Here’s a look at African American people and issues making headlines throughout the country.
The California Supreme Court gave local governments power to zone medical marijuana dispensaries out of existence this week, a decision that upholds bans in about 200 cities but does little to solve Los Angeles’ years-long struggle to regulate hundreds of storefront pot outlets. The unanimous decision provided clarity for cities and counties that want to rid themselves of the dispensaries, which sprouted up statewide after a 1996 voter-approved measure that sought to authorize medical marijuana, but lacked specifics in how it would be regulated. Now, attorneys on both sides of the issue say, many cities will be inclined to ban the pot outlets rather than allow a limited number and regulate them–a practice that has spawned expensive litigation up and down California.
District of Columbia
The Joint Center for Political and Economic Studies, a research and policy institution that focuses on the concerns of African Americans and other people of color, recently held its annual gala dinner where Vice President Joe Biden addressed the crowd. Under the banner–“Jobs. Partnerships. Progress.”–the event was an opportunity for elected officials, business, civic and community leaders from across the country to celebrate the rise of African Americans in the nation’s political and civic life. The vice president’s remarks took place as the Joint Center honored Ambassador Susan E. Rice, the U.S. Permanent Representative to the United Nations, with its 2013 Louis E. Martin Great American Award, which is given annually to an exemplar of change, progress and coalition-building across racial lines.
Us Helping Us, People Into Living (UHU), will host a stage play, “Love in a Day,” to raise funds and awareness for the organization’s mission of providing HIV counseling and testing services in the Washington, D.C. area. UHU, along with Tenacious Productions and award-winning author Darryl James, will host the event on May 19. UHU, which envisions a world in which health and wellness are within everyone’s reach, is celebrating its 25th anniversary this year. The “Love in a Day” theater event is a fundraiser to also highlight UHU’s receipt of a grant from the district to develop and implement HIV counseling and testing services to couples, including heterosexual and same-sex couples.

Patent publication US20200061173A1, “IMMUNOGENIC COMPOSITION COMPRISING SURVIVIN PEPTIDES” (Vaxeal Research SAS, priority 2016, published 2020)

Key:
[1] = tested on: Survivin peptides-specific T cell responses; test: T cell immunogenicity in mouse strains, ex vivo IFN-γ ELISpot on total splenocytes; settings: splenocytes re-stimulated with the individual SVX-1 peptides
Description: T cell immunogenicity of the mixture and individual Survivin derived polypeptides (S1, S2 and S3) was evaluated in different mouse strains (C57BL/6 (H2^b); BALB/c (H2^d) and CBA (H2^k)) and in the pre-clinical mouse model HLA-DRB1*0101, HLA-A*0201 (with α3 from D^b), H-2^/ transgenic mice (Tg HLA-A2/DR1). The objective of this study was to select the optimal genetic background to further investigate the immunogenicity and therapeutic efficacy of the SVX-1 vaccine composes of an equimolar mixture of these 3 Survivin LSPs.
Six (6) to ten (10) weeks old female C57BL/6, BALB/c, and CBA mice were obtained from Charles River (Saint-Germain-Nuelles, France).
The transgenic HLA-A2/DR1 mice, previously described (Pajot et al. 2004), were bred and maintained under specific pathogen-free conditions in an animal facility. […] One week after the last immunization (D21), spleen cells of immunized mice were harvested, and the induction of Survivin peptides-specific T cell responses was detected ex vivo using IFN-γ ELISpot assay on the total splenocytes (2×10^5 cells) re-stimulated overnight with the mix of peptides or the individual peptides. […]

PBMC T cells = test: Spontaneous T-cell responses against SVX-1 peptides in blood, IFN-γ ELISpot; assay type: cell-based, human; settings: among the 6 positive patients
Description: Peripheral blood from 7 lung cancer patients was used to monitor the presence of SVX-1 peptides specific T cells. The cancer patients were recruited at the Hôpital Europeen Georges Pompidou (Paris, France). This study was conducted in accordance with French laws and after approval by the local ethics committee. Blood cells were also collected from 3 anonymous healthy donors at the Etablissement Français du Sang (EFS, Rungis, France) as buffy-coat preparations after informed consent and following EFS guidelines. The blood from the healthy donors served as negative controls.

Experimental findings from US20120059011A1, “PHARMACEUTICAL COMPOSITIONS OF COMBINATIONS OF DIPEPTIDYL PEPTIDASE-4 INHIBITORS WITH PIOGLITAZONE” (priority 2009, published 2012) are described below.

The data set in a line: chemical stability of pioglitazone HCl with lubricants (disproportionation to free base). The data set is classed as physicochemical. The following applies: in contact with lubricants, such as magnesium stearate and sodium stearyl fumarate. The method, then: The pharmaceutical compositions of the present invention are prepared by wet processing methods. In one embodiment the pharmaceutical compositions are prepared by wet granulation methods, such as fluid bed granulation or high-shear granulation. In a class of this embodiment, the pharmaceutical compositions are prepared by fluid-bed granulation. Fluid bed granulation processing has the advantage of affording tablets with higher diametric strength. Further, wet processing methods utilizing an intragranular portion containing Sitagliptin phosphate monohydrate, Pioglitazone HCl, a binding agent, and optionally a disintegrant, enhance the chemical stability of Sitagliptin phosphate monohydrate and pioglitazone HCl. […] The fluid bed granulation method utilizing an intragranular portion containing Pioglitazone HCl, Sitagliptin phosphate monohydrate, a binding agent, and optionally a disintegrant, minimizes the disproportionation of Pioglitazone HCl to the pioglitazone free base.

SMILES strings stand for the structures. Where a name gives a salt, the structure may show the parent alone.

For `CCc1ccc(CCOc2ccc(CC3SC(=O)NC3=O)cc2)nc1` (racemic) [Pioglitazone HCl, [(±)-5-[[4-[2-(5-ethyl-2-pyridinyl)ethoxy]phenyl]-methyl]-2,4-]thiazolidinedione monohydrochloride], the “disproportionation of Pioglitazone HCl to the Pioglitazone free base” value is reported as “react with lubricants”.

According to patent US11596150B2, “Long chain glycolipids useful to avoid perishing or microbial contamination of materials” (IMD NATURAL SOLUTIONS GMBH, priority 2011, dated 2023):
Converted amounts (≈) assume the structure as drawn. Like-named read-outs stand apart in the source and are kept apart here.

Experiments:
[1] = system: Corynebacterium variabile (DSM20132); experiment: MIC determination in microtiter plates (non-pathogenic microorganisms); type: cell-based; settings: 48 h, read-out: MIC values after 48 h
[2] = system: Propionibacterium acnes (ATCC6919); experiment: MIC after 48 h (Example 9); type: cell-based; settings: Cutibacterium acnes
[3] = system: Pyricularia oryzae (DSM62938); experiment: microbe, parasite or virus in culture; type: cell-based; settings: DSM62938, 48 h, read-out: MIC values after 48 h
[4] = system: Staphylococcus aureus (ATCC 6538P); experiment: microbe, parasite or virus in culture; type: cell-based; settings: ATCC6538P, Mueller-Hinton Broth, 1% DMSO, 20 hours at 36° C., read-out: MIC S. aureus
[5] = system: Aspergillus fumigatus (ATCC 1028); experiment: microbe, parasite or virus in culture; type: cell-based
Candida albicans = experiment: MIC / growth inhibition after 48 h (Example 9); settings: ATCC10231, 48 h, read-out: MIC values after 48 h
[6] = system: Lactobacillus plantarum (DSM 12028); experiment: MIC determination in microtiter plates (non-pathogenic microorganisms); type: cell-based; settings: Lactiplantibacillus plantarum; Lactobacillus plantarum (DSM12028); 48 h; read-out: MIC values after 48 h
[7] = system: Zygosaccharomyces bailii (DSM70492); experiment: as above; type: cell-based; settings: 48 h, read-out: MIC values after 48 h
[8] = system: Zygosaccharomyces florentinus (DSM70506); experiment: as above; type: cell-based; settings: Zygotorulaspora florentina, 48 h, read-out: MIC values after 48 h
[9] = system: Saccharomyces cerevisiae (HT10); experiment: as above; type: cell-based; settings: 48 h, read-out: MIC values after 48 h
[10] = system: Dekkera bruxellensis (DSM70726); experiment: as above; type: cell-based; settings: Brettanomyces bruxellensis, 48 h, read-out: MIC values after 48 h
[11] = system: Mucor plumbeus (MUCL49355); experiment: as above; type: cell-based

Ginger Howard, a 17-year-old golf player, has officially become a member of the LPGA (Ladies Professional Golf Association), making her the youngest ever. She is also the fifth Black American woman to join the LPGA Tour. While her popularity is still very low, all of that will likely change as Howard continues to advance. She has won 78 trophies, including first place at 41 out of 66 events. She was named to Tiger Wood’s Junior Golf Foundation in 2003 and 2005, and recently made national TV appearances on the John Walsh Show for Amazing Kids, Comcast SportsNet, NBC4 and George Michael Sports Machine. She’s also been featured on ESPN.com and in the New York Times’ Play magazine.
Operation SAFEE Flight recently held its second annual Educational Expo and Fly-In at the Orion Jet Center at the Opa-locka Executive Airport. Guests were invited to become fully immersed in the aviation experience with hands-on flight-learning simulators, discovery flights and interaction with leaders in the South Florida aviation and aerospace industry, including community leaders, students, United States Coast Guard (USCG) professionals and aviation enthusiasts. This year’s event offered participants a unique opportunity to witness the unveiling of the EA Build and Soar GTM Supercar that is to race a Bombardier Lear 31 Jet. More than 4,000 South Florida students participated in the interactive aviation-related demonstrations, exhibits and learning activities.